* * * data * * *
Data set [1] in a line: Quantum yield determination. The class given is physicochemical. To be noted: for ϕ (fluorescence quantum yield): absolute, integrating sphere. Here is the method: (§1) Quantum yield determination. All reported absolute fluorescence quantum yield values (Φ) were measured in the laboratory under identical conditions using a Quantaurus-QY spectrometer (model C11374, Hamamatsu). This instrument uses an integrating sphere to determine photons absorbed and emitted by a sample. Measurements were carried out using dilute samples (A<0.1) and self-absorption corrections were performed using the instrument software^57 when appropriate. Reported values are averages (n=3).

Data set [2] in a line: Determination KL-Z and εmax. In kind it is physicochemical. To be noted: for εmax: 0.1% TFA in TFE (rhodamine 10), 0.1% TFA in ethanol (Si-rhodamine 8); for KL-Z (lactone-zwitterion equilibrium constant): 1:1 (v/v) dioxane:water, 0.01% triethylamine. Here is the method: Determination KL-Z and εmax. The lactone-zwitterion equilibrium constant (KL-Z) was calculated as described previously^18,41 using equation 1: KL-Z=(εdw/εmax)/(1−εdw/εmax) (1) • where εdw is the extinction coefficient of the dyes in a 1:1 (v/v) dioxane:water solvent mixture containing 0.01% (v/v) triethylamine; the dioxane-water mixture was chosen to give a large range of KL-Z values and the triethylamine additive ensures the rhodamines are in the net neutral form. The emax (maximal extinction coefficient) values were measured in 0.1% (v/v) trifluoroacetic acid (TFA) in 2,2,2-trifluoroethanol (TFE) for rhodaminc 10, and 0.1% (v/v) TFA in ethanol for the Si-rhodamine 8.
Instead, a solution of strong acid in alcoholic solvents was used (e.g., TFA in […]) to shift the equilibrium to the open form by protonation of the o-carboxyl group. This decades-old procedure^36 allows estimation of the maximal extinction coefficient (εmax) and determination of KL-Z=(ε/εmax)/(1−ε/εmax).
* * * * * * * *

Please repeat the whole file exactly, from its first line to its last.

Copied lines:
Data set [1] in a line: Quantum yield determination. The class given is physicochemical. To be noted: for ϕ (fluorescence quantum yield): absolute, integrating sphere. Here is the method: (§1) Quantum yield determination. All reported absolute fluorescence quantum yield values (Φ) were measured in the laboratory under identical conditions using a Quantaurus-QY spectrometer (model C11374, Hamamatsu). This instrument uses an integrating sphere to determine photons absorbed and emitted by a sample. Measurements were carried out using dilute samples (A<0.1) and self-absorption corrections were performed using the instrument software^57 when appropriate. Reported values are averages (n=3).

Data set [2] in a line: Determination KL-Z and εmax. In kind it is physicochemical. To be noted: for εmax: 0.1% TFA in TFE (rhodamine 10), 0.1% TFA in ethanol (Si-rhodamine 8); for KL-Z (lactone-zwitterion equilibrium constant): 1:1 (v/v) dioxane:water, 0.01% triethylamine. Here is the method: Determination KL-Z and εmax. The lactone-zwitterion equilibrium constant (KL-Z) was calculated as described previously^18,41 using equation 1: KL-Z=(εdw/εmax)/(1−εdw/εmax) (1) • where εdw is the extinction coefficient of the dyes in a 1:1 (v/v) dioxane:water solvent mixture containing 0.01% (v/v) triethylamine; the dioxane-water mixture was chosen to give a large range of KL-Z values and the triethylamine additive ensures the rhodamines are in the net neutral form. The emax (maximal extinction coefficient) values were measured in 0.1% (v/v) trifluoroacetic acid (TFA) in 2,2,2-trifluoroethanol (TFE) for rhodaminc 10, and 0.1% (v/v) TFA in ethanol for the Si-rhodamine 8.
Instead, a solution of strong acid in alcoholic solvents was used (e.g., TFA in […]) to shift the equilibrium to the open form by protonation of the o-carboxyl group. This decades-old procedure^36 allows estimation of the maximal extinction coefficient (εmax) and determination of KL-Z=(ε/εmax)/(1−ε/εmax).